Kennedy was in a dark place when she arrived at Embark at Hobble Creek, a short-term residential treatment center in Utah.
“Before I came here, I hated myself,” she said. “I didn’t want to live. And now I have a reason to live. I have a reason to be with my family. I have a reason to love myself. And for me, that’s all I could ask for.”
Kennedy’s journey of healing is one of many experienced at an Embark Behavioral Health short-term residential program. In 2021 alone, the Tempe, Arizona-based company’s short-term residential facilities helped 158 preteens and teens address their mental health challenges.
“It’s amazing to see how much these kids grow during their time with us,” said Dustin Tibbitts, LMFT, division president at Embark. “They work closely with our clinicians and each other to really dig into the issues that are troubling them so they can leave here mentally stronger and healthier, ready to reach their full potential. Our team never tires of being part of these journeys. It’s a privilege.”
Short-Term Residential Treatment Overview
Preteens and teens ages 12-17 typically live at an Embark short-term care facility for 30 to 90 days. During that time, they receive academic instruction; participate in individual, group, and family therapy; and enjoy adventure and recreation activities.
Therapeutic techniques include art therapy, canine therapy, and meditation and mindfulness. Therapies include:
- Dialectical behavior therapy.
- Trauma-focused cognitive behavioral therapy.
- Self-management and recovery training.
- Experiential therapy.
Embark has three short-term residential centers open now. A fourth, Embark at San Martin, will debut in the spring in San Martin, California. Treatment at the facilities is frequently reimbursed by insurance plans.
3 Stories of Healing at Embark
The many testimonials from preteens and teens include two for Embark at Hobble Creek, which treats girls, and one for Embark at The Forge, which treats boys.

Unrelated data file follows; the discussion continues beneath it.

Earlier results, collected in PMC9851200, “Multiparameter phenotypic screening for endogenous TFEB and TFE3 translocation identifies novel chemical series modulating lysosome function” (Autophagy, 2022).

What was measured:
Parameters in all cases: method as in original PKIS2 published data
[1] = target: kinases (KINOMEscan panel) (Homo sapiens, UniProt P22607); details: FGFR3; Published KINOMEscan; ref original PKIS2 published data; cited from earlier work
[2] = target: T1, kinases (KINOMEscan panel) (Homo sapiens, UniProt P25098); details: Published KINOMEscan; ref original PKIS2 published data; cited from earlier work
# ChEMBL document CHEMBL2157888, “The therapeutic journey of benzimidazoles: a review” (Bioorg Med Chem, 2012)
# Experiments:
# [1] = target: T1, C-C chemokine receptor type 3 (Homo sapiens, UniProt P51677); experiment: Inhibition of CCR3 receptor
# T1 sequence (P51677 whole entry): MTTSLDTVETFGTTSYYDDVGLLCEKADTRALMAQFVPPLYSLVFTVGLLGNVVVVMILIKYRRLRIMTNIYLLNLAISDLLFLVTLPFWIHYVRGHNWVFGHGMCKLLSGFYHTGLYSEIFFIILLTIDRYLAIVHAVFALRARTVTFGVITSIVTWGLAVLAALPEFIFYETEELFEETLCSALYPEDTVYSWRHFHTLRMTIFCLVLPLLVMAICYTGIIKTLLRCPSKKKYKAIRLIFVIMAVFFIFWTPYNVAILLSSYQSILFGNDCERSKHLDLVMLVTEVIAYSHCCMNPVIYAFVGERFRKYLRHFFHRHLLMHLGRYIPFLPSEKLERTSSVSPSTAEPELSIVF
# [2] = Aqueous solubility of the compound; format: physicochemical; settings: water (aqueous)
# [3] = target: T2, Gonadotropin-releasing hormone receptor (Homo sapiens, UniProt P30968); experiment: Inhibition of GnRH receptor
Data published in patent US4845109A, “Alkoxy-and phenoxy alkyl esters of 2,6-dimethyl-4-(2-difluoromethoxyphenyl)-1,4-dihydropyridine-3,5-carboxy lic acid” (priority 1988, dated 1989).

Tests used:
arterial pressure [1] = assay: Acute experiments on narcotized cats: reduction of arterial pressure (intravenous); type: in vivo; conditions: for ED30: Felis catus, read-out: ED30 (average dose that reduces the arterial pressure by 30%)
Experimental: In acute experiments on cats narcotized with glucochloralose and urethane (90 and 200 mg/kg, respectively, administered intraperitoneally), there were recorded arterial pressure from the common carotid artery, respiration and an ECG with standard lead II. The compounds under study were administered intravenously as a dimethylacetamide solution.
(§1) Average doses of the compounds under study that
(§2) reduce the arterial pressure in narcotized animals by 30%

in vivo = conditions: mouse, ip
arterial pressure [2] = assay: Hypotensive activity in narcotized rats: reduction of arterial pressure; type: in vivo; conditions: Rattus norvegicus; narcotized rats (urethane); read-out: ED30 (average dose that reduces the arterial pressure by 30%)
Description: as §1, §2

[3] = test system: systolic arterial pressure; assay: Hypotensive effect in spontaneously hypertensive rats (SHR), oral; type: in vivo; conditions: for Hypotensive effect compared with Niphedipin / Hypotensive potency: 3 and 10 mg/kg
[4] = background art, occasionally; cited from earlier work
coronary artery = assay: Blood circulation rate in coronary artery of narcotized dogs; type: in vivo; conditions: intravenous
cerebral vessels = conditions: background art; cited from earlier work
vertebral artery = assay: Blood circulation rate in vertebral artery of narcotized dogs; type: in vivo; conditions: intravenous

Kennedy’s story of healing
Embark at Hobble Creek changed Kennedy. She not only found a reason to live but also regained the spark she’d lost — and it became stronger than before. She left the facility with more maturity and self-love.
While at Hobble Creek, Kennedy appreciated talking openly about her mental health challenges and experiences, as she hadn’t discussed them much before. She also liked that she could relate to the other girls. She didn’t have to fake it or smile and act happy when she was hurting. The love and support from the center’s treatment team also made an impact.
“This place is a home, it’s a family,” Kennedy said. “It’s a place where we can sit down, we can laugh, we can have fun, but we can also be serious.”
As she looked back on her time at Hobble Creek, she said, “I love this place, and it will forever be a second home to me.”
Piper’s story of healing
Embark at Hobble Creek brought Piper and her adoptive parents closer together. Treatment for the entire family helped them address the root of their problems: reactive attachment disorder. With this type of disorder, a child is unable to bond with the significant people in their life.
Piper had struggled to connect with her adoptive mom and dad, who brought her to America from China. There were times when she told her parents, “I hate you. I can’t wait till I turn 18 and move out.” Piper’s parents, meanwhile, had difficulty communicating with her.
The Hobble Creek treatment team helped the family connect. Piper’s mom and dad saw improvements after a few weeks, and Piper saw the benefits too.
“I notice how much I’ve improved, and how I can hold a conversation with my parents without getting upset, irritated, mad, annoyed,” she said. “And I see on my parents’ side, they’re opening their opinions and saying, ‘Well, what do you want to do?’ instead of ‘Let’s go do this.’”
Piper has learned that family is everything.
“Family is a core of you, and you would probably not be where you are without your family,” she said.
Andrew’s story of healing
When Andrew arrived at Embark at The Forge, he did not want to be there. He soon realized, though, that he needed help. There were issues he had to fix, including improving his self-regulation skills so he can better respond to what’s happening within and around him.
One of Andrew’s key learnings was that he doesn’t have to be “inside” any drama that’s happening.
“If I’m feeling triggered or anything, I just kind of separate myself and just try to calm myself down or just ignore the things that are going on,” he said. “If it’s something small, this isn’t affecting me.”
While at The Forge, Andrew ate food that helped him heal. When he first learned the meals would be gluten- and dairy-free, he was not happy. He just wanted some fast food. But he soon felt positive results from eating healthy.
“I felt better in my own body,” he said.
Looking back on his journey, Andrew was not thrilled about some of the choices he made that led him to The Forge. “But I’m glad that I was eventually able to make the right choices to get to where I am,” he said.
Get your free guide:
6 Tips and Tactics to Help Your Child and Family Thrive Mentally, Socially, and Emotionally